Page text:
In winter, when food is scarce, birds need more energy than usual to keep warm. A feeding station that provides nutritious food for hungry birds is like an oasis in the bleak cold.
Suet Cake: Chickadees, nuthatches, woodpeckers, and other insect-eating birds appreciate a source of animal fat in winter to stay warm. To make them a suet cake, keep a cup of sunflower seeds and peanuts with a foil tart tray next to the stove. Pour leftover pan drippings or suet into the tray, adding seeds each time. When it's full, you'll have an irresistible treat for birds. Start making suet cakes early in fall. They'll keep in the refrigerator for several months and birds will be grateful for them on cold winter days.
• A string of peanuts hung from a branch looks scrumptious to a blue jay.
• An old mesh onion bag filled with suet or pan drippings and tied to a tree-trunk works well and makes bark-clinging birds, such as woodpeckers, feel right at home.
• Pine cones coated with a mix of cornmeal and suet can be dangled from branches.
• A hanging log drilled with holes for suet makes a cheap, handy feeder that gets high ratings from birds.
A Backyard Buffet: Any creature gets tired of having the same old thing for dinner every day. Try offering a smorgasbord of goodies, such as unshelled peanuts, millet, cracked grains, sunflower seeds, and suet (raw or rendered with seeds). A wide variety of commercial birdseed mixtures are available. Don't forget that many birds hanker after planted treats in winter, such as the fruits and seeds of wild crabapple, serviceberry, pin-cherries, hawthorn, Buffaloberry, red-osier dogwood, white spruce, and staghorn sumac. See "Plants for All Seasons".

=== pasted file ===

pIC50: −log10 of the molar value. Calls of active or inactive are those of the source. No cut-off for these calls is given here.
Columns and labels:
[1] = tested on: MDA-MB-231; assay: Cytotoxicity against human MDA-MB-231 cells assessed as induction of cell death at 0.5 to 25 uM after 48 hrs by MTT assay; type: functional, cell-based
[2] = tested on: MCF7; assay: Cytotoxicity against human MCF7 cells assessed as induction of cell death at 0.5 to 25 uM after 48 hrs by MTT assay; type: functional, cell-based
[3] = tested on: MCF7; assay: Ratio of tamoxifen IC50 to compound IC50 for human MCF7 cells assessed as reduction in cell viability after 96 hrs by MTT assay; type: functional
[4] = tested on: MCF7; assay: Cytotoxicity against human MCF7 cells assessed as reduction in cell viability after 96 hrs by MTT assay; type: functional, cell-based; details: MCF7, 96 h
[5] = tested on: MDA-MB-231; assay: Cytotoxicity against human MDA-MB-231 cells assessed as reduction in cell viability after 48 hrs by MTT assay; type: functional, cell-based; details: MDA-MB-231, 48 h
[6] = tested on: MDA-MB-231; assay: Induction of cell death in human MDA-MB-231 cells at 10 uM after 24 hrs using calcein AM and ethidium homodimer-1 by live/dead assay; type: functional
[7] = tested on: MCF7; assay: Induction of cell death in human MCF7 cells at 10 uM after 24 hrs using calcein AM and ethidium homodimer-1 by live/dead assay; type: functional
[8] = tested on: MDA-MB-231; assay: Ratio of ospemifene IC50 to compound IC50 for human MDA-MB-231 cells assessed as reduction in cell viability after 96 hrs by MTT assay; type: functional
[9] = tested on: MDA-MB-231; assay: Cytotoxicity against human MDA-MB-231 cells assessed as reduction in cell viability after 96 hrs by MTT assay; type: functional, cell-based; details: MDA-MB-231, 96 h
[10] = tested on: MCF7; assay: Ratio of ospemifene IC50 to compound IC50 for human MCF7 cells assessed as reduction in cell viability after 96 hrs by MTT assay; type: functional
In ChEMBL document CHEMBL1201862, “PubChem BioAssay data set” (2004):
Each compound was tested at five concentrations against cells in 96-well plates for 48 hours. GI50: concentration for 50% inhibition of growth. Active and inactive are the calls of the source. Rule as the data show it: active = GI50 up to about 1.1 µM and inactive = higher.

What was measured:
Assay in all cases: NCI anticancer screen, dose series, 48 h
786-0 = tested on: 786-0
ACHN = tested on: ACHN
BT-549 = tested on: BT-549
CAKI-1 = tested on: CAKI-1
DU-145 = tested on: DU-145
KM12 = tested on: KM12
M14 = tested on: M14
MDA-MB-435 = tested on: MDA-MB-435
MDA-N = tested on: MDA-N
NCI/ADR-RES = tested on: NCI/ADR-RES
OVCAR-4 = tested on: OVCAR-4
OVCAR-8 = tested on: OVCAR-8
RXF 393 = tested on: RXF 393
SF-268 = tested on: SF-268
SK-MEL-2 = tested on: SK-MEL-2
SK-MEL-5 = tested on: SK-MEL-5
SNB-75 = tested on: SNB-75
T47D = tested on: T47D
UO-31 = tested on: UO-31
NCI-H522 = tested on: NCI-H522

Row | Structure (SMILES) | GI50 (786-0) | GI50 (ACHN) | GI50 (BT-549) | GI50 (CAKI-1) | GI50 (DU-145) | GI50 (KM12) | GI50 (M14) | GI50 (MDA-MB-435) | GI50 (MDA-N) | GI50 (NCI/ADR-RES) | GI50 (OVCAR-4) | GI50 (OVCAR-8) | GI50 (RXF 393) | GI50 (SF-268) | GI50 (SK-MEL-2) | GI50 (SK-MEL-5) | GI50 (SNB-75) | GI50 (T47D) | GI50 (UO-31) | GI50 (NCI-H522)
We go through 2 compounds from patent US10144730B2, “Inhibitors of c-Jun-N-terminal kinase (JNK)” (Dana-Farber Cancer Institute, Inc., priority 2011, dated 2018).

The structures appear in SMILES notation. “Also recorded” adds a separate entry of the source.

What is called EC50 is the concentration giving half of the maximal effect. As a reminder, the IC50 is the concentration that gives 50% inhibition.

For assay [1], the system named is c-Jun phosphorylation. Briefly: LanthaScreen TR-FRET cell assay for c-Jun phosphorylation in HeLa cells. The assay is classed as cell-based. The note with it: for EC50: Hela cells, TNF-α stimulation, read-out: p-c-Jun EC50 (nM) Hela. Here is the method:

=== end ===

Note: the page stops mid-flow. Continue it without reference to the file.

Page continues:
Location: Bird feeders must be well located to work properly. Place them close enough to trees, shrubs, and bushes so that birds will have shelter, but far enough away that cats can't creep up and pounce on them during mealtime. Birds need to be able to escape easily from predators that may also be attracted to their feeding station.
Backyard Peacekeeping: Squirrels and chipmunks are among the dinner guests that may scare birds away from your feeder. To solve this problem, place a simple shelf-like feeding station in an elevated spot for small mammal visitors. Don't feed squirrels and chipmunks directly on the ground; this will tempt cats, which may also be prone to the occasional snack attack.
• Remember: Once you start feeding your feathered friends they'll continue to depend on you. It's vitally important not to let them down.
• Clean off your bird feeders promptly during and after a snowfall. Make sure the feeders are full of seed, especially after a heavy snowfall or during icy-cold weather. Small birds in particular must work hard to stay warm and need more food than usual when temperatures fall below zero.
• When your feeders are operational you'll discover how fun and rewarding they can be. Seek out an identification guide to learn more about the birds you're helping!